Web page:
Sylvia: It’s July 17, 2017 and I’m interviewing Lucinda Hites-Claubaugh. I know that you’re a Quaker, you’re 60 years old, and for over two years you were imprisoned for a crime you did not commit. Now you’re working to correct the system. Has activism been your main career or did you shift into it at some point in your life?
Lucinda: I was 14, 15 years old when I started becoming a political activist. I was a member of the National Organization for Women, I had a subscription to Ms. magazine and I read everything I could get my hands on about feminism. My great grandma, Jenny, was a suffragette. She ran for the Iowa state legislature back when women didn’t even have a vote. But, she ran anyway. And of course she didn’t win but she really raised a lot of consciousness.
My dad had some Mennonite background and he grew up very poor. He believed in leading a life of service. He was an engineering student and my mom was a teaching student and they decided to switch and go into medicine together. He became an M.D. and she became a registered nurse. And then they went out to Colorado to create free clinics, basically, in the late 50’s, early 60’s. My mom and dad were examples to me of living simply, being aware of your environment and then living a life of service. And so I figured everybody grew up that way. [laughs]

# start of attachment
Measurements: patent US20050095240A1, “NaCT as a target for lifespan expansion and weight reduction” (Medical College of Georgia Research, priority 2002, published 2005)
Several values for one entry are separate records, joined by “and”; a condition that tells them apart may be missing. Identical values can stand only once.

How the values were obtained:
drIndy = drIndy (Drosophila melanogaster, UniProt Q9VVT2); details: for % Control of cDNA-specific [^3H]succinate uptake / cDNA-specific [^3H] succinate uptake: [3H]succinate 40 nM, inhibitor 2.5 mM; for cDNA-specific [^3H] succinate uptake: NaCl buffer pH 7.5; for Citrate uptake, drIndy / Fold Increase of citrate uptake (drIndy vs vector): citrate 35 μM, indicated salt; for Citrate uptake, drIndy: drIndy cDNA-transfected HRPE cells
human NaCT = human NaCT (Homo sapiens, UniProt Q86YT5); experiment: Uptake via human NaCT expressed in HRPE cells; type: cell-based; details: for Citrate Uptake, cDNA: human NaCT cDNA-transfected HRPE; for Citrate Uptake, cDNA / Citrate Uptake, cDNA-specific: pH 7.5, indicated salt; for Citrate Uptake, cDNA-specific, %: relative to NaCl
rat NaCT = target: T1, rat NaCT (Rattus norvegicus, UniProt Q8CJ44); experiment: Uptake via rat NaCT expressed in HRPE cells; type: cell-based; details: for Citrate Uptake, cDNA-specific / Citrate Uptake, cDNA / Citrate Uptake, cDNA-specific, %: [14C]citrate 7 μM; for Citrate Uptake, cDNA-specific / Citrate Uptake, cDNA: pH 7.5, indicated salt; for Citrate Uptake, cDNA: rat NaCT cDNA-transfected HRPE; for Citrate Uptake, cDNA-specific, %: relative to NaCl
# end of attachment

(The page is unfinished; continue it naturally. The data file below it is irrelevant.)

My dad charged $5.00 for an office visit. Then right before he retired he charged $10.00 for an office visit because he really believed that people should not have health care kept from them. And he never ever put anybody into collections and never made people pay him. So I grew up thinking, well, you just have to be really smart, study hard and get scholarships to go to college. I didn’t have any idea that my parents were just kind of unique that way.